When “3s And Layups” Goes Wrong

Critics of NBA aesthetics often say that the league has degenerated into a dumbed-down version of basketball where the only thing that matter are “3s and Layups”. And to a degree, they’re right—add in free throws to the mix and you’ve got the essentials of efficient basketball, which can be statistically measured and which have time and again borne out that those elements are the best way to score points.

And since you can’t win if you don’t score more points than your opponent (duh), it stands to reason you want to maximize your efficiency.

Granted, the critics of aesthetics have a point. Much like how Major League Baseball has suffered from fan apathy due to the perception that everything’s all launch angle and “three true outcomes” (a walk, a strikeout, or a home run) and nobody can bunt or hit to the opposite field against a shift—stuff they teach you how to do in Little League—the NBA has degenerated in the minds of those lapsed fans into the two elements of All-Star Weekend. It’s all dunk contests and three-point contests with little actual “basketball” being played.

Granted, if what you want are midrange jump shots, maybe you should try watching the Missouri Valley Conference in college, or any of the other Midwestern mid-majors where 44-42 games aren’t out of the question.

And if you want isolation ball, I’m sure there’s a bunch of it on Hardwood Classics on NBA TV.

But anyway, the point here is that in general, teams that play the most efficient form of basketball—threes, layups, and free throws—win the most games.

Through games of March 11, seven of the top 11 teams in 3-point attempt rate have winning records.

But the stats get murkier when you start talking about the layups and free throws part of “3s and layups.”

After all, of the top seven teams in free throw rate, only two—the 76ers and Jazz—have winning records.

And as for layups, the best statistical proxy we have for that is shots between 0-3 feet from the basket, as calculated by Basketball Reference, and only two of those top seven teams—the Cavaliers and Grizzlies—are above .500.

The final dagger in the heart of this idea that just because you do the most efficient things on the court doesn’t mean you’re going to win?

The Houston Rockets, the worst team in the league, are fourth in 3PAR and tops in FTR and 0-3 foot attempt rate.

Because there’s another side to 3s-and-layups ball. Namely, shooting a bunch of those shots doesn’t do you a lick of good if you can’t make them.

The Rockets are 17th in eFG% thanks to a woeful 34.3 percent clip hitting the long ball, ninth-worst in the league. They get to the line, but they can’t shoot from there (a league-worst 71.0 percent.) And when it comes to finishing on those 0-3 foot shots, they’re just 14th.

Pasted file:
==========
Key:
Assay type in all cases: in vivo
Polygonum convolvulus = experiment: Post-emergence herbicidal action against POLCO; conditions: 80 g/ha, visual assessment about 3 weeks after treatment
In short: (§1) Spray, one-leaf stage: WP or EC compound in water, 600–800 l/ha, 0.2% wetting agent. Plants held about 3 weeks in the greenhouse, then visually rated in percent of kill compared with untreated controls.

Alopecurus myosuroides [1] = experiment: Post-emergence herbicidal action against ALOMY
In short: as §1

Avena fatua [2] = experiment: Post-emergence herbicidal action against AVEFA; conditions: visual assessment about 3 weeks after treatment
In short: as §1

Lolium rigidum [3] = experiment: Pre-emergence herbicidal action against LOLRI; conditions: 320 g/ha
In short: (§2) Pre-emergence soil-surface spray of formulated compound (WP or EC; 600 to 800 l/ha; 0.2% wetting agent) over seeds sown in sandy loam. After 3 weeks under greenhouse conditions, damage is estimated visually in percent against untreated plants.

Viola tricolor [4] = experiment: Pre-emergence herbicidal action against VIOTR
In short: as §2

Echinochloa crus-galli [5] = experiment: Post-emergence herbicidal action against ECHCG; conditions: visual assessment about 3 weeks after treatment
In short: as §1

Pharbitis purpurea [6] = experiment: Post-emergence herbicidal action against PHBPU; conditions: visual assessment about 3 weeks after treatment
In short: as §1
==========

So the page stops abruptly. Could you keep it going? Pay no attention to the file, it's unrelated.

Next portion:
That’s part of why the Rockets are 27th in Offensive Rating. They do everything you’re supposed to do, but they do it so poorly that they still can’t score any points that way. Throw in an atrocious 116.5 Defensive Rating (worst in the league) and Houston’s minus-9.0 Net Rating is the worst in the sport.

Want another example of a team that does things “the right way” but can’t do a thing with their statistical theoretical advantage?

Well, let’s leave the warm Gulf Coast behind for the Pacific Northwest, because the Portland Trail Blazers are your Exhibit B.

The Blazers are 25-40, and while that’s even in the loss column with the 27-40 Pelicans for a spot in the play-in games, it’s still the fourth-worst record in the West and seventh-worst in the entire league.

Portland is seventh in 3PAR, seventh in FTR, and 11th in 0-3 foot rate.

They’re also 23rd in eFG%, 17th in free throw shooting (76.3 percent), and dead last in make rate from 3 feet and in (just 62.5 percent.)

Once again, that’s enough to tank an Offensive Rating—the Blazers have the sixth-worst offense in the league. Throw in a putrid defense—only Houston is worse—and if anything Portland might not even be as good as that 25-40 record. Woe betide the NBA if Portland rallies, sneaks into the 10 spot, and actually makes the playoffs while winning less than 35 games. They might well end up the worst team since the 1988 Spurs (31-51) to play in the postseason.

The Rockets and Blazers are prime examples of how just because the NBA is a 3s-and-layups league, it doesn’t mean you’re going to be successful by simply attempting lots of 3s and layups. You still have to make them, and perhaps more importantly than that, you still have to play defense.

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